{{ readMoreButton }}

  • Spain - Santa Susanna - Portrait of Clara Alfonsa Reinoso, 47. Clara Alfonsa Reinoso had just turned 15 when, on the 18th of June 1987, she gave birth to what she was told was a baby boy at the Institut Dexeus, a top-notch private clinic in Barcelona. The girl came from a troubled family - her mother was a prostitute, her father a heavy-drinker and violent man - and the local Juvenile Court had just taken legal custody of her and her 9 siblings. Reinoso had spent the previous weeks in a shelter for vulnerable pregnant women, where she had been brought to by a woman who had identified herself as a social worker. On the day of the delivery, the young mothers left the shelter and was put on a taxi a given two tranquilliser pills. She doesn’t remember entering the clinic and given birth. “I was probably sedated”, she explains. “When I woke up afterwards and asked for my baby, a female doctor told me the boy was too small and didn’t make it”. Reinoso never asked to see the corpse. “I believed what the doctor had just told me”, she continues. “She was holding my hand and wiping away my tears as I couldn’t stop crying”.
    On the 10th of May 2013, she received a phone call from a psychologist from the Government of Catalunya who asked her if, on June 1987, she had given birth to a baby. Reinoso confirmed and told him the boy had died. “It wasn’t a boy and he didn’t die. Your daughter is alive and she is looking for you”, he replied. Reinoso collapsed to the ground, overwhelmed and dizzy.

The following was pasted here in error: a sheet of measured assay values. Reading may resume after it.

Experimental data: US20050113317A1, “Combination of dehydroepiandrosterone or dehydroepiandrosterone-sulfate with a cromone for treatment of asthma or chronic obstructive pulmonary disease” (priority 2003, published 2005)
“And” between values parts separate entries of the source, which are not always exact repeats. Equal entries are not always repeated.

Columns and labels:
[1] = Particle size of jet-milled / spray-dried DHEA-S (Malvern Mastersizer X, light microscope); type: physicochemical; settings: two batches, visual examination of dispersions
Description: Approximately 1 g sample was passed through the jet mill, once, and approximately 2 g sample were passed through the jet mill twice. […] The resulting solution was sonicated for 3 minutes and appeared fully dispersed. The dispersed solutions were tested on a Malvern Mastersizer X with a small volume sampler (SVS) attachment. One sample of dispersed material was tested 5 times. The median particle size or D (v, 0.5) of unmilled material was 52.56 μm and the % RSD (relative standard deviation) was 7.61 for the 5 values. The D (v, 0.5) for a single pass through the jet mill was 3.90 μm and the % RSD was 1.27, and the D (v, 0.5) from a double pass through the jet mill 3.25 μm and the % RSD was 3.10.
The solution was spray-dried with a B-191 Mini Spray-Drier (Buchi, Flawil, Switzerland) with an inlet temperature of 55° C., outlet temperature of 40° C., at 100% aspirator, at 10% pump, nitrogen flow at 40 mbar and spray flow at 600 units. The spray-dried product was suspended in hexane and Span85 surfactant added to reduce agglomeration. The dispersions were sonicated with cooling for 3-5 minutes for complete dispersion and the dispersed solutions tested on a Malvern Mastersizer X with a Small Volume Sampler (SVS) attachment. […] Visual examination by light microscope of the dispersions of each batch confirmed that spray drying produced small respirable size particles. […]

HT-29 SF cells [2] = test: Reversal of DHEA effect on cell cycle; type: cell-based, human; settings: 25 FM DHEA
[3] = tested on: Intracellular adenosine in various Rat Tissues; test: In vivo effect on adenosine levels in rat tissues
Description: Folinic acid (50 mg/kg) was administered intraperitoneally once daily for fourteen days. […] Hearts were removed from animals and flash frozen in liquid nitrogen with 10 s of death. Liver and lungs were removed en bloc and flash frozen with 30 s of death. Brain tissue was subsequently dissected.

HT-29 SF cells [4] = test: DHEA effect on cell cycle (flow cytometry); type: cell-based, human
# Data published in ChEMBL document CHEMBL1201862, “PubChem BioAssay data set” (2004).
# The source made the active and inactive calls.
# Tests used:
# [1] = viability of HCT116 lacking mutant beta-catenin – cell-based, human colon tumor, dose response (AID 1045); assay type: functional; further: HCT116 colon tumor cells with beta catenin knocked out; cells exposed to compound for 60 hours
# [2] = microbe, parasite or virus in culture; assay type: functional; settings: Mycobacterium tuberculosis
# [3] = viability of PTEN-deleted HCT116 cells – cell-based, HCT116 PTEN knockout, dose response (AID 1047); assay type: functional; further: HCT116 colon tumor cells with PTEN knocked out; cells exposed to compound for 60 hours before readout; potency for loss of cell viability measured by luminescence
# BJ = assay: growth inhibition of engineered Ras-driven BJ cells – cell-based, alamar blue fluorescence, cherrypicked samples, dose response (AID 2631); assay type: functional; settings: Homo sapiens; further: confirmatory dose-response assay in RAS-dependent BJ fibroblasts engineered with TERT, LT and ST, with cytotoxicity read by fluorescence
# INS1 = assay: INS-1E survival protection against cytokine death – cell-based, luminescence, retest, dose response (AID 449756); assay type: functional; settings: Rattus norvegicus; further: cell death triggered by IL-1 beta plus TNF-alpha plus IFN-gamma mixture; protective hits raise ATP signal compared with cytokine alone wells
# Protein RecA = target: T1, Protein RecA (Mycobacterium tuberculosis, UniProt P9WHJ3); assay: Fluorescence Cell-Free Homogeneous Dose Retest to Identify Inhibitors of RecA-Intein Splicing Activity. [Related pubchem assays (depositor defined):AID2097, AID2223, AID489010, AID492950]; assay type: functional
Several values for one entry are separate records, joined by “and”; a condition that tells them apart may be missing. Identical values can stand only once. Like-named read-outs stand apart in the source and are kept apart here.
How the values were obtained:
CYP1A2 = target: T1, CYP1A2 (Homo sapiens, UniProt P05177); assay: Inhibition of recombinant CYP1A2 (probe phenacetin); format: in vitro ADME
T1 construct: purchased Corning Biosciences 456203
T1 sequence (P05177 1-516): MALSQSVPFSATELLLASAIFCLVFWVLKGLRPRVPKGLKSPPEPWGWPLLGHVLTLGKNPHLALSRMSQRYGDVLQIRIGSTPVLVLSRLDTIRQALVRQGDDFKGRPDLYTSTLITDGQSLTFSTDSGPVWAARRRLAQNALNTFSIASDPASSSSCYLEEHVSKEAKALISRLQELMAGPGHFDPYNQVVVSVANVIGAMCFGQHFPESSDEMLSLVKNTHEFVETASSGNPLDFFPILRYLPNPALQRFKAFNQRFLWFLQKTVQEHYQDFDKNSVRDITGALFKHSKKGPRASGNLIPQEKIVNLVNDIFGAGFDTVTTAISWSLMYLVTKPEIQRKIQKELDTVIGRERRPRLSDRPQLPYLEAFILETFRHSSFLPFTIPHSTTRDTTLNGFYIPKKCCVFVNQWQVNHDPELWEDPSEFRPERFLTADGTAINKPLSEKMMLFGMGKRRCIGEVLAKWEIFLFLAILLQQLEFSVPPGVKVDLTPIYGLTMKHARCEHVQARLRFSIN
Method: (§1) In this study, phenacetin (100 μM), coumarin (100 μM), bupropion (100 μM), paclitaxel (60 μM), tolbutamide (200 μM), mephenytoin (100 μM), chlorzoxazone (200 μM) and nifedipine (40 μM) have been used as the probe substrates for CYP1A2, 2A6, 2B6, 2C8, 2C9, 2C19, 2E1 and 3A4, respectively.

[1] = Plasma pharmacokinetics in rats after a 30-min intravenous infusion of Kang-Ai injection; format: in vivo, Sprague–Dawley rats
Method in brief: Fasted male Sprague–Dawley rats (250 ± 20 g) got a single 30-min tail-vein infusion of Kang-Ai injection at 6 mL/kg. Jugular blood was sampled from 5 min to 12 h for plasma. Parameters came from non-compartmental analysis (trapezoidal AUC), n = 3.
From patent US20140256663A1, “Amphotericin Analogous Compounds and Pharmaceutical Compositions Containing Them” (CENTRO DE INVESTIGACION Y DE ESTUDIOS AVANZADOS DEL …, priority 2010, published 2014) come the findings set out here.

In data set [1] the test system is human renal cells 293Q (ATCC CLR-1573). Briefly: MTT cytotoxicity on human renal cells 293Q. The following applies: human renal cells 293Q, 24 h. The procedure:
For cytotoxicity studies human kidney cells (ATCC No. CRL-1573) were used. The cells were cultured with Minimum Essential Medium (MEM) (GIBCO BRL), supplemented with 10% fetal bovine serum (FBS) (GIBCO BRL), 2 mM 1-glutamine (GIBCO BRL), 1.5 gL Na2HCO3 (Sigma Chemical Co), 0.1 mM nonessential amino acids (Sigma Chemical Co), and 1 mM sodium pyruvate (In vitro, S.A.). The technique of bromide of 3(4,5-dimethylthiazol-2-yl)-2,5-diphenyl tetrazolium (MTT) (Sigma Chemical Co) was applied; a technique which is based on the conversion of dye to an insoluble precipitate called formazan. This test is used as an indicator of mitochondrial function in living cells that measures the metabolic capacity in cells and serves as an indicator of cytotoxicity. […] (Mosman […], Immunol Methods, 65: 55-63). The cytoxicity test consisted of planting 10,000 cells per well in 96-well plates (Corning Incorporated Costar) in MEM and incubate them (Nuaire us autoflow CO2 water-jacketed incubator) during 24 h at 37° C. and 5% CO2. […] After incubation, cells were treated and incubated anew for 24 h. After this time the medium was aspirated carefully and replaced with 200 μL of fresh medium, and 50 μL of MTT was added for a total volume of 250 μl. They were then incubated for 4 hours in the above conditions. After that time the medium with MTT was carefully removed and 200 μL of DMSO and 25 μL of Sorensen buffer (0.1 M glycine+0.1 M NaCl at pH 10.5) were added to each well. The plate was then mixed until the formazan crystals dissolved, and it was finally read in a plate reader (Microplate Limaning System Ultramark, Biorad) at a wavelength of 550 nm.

• Spain - Leganés - Portrait of Maria Begoña García Bernal, 53. “I suspect the initial plan was to rob Julio, the one who weighed more”, explains Garcia Bernal. “Then came a sudden request for another baby, and they took the second one as well”. In 1981, the military administration went to her parents’ village to look for Juan Carlos. According to their registry he hadn’t shown up for his compulsory military service and was considered a fugitive. “When I held this document in my hands I couldn’t stop crying”, continues Garcia Bernal. “It was the first time I had something proving that one of my brothers had existed. It was an indescribable emotion”.